Sunday, April 06, 2008

Lessons in power

The latest in the Jewish Billionaire campaign to make Canada legally safe for the systematic promotion of hatred against Muslims is quite revealing. The National Post describes a conference call with lawyers for the Canadian Human Rights Commission. Everybody is quite confident of the righteousness of the Commission actions, except when it comes to stepping into the line of fire from the powerful (my emphasis in red and blue):
". . . to judge from the two times they muted their line for private discussions about what they should or should not say, and from the conspiratorial whispering that could be heard in the background during the call, their confidence masked deep concern for the CHRC's public reputation.

That reputation has taken a beating in the past few weeks. Calls for the abolition or reform of the federal and provincial human rights commissions have grown as hate speech laws designed for racist propagandists have been used against mainstream journalists, notably the staff of Maclean's magazine, who are accused of Islamophobic hate messages by the Canadian Islamic Congress for, among other things, columns and a book review.

Mark Steyn, author of the most controversial Maclean's story, calls the commissions 'kangaroo courts.' Ezra Levant, who is defending himself against a hate speech charge for publishing the Danish Muhammad cartoons, has been leading a campaign of what he calls 'denormalizing' the commissions, making them seem an affront to Canadian values, rather than a buttress."

"Vulgar racists of the sort quoted by Mr. Fine are one thing, but main-stream conservative polemicists such as Mr. Steyn or publishers such as Mr. Levant seem to be of a different order, and it is on this point that the commission staff were most evasive."

It's all about power. The Commission has no trouble with destroying the lives of some young people publishing silly websites from their parents' basements, websites seen by dozens of people at most, but ran into trouble when the hate went mainstream, when the order from the Settler Movement in Israel went out and it became necessary to use the mainstream media to spread hatred against Muslims. What happens when the 'racist propagandists' are 'mainstream journalists'? That's when the discussion grows 'conspiratorial'. The Commission has been used as an instrument of the powerful for so long that it is institutionally unable to deal with the problems which arise when it offends the powerful.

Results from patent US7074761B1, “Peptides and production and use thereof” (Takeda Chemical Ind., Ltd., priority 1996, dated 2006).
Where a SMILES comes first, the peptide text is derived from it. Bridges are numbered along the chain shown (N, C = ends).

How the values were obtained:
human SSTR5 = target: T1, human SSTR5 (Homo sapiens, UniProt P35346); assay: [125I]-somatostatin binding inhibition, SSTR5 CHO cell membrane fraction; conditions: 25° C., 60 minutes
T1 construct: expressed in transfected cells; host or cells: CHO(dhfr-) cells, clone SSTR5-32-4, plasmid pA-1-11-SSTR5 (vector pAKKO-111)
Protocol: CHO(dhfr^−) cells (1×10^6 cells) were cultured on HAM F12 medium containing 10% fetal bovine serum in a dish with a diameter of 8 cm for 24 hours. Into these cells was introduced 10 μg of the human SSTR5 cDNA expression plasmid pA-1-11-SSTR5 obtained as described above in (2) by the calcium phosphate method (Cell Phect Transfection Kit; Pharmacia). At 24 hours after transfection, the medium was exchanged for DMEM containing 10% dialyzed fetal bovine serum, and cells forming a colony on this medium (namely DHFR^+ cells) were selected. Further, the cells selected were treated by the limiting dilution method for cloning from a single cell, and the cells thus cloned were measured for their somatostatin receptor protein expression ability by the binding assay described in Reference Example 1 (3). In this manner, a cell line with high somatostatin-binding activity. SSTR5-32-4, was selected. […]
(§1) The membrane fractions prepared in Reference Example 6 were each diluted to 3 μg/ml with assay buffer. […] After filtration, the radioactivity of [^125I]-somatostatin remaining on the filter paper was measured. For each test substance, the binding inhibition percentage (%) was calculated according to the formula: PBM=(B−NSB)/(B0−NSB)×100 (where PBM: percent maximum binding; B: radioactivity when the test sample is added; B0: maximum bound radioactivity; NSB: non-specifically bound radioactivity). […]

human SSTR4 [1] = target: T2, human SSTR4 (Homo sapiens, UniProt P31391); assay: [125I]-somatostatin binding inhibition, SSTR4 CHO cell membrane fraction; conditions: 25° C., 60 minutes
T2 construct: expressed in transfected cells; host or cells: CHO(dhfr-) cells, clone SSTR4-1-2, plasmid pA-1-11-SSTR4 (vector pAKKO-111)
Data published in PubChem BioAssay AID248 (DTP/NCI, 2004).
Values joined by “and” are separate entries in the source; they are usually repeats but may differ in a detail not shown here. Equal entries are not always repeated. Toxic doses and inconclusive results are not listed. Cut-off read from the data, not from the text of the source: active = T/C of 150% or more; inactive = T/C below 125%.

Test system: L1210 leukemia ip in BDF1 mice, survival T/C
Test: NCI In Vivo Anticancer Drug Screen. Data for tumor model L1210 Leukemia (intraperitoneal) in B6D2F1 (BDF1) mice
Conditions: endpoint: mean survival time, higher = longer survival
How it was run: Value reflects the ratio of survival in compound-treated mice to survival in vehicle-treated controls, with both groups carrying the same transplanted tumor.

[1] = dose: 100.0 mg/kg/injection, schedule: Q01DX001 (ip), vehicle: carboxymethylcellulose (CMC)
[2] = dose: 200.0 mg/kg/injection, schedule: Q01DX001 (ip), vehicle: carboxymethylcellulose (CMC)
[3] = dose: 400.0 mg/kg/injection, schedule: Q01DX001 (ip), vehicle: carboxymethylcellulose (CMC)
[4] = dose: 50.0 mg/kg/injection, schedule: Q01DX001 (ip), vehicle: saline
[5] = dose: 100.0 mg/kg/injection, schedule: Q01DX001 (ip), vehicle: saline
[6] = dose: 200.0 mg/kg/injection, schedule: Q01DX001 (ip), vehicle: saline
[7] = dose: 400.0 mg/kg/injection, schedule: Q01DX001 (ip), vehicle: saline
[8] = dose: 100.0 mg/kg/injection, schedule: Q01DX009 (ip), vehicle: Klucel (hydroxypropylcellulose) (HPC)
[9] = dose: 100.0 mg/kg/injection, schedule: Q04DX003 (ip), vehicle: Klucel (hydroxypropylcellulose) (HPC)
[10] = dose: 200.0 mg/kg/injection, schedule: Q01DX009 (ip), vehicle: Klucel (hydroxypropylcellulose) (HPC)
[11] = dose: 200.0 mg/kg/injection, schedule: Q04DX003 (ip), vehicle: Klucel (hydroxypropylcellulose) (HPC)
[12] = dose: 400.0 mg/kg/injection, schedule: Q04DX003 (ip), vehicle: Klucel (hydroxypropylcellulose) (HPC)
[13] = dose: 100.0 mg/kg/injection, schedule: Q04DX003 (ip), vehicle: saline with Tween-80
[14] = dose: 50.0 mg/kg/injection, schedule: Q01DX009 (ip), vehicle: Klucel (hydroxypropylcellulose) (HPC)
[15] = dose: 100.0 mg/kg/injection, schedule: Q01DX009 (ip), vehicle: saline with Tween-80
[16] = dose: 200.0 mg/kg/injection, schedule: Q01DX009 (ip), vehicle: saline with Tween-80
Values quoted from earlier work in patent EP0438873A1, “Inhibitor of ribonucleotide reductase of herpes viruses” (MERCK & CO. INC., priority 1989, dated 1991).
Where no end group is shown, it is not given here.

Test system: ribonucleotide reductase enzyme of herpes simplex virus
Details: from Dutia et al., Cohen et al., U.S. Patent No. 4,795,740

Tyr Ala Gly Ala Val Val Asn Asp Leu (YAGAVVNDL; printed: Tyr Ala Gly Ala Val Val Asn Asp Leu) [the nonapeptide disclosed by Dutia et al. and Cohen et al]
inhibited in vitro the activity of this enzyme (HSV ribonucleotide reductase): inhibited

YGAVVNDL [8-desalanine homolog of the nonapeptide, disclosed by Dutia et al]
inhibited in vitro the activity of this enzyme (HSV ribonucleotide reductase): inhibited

There is a good argument to be made that almost all the usual targets of the Commission should be left alone, but a guy like Steyn - famous in a world that includes Bill Kristol and Richard Perle and Max Boot of being the single stupidest prognosticator of the success of the American attack on Iraq - is a real hatemonger, just the target of appropriate legal sanctions on hate speech. After all, Steyn's 'war on terror' approach - the idea that Europe's 'way of life' is being ruined by the brown army of Muslims moving in and taking over - fosters hatred of Muslims that is intended to lead to state actions against Muslims and Middle Eastern countries, the kind of violence which real anti-hate legislation should be working to stop. Based on an analysis of real power, 'mainstream' Steyn, not a handful of utterly powerless neo-Nazis, is the guy who should be sanctioned. It was only when the Commission got in the way of the campaign to promote Israeli colonialism by fostering world-wide hatred of Muslims that hate crime legislation suddenly became a political issue in Canada. The members of the Commission are learning some real lessons in power.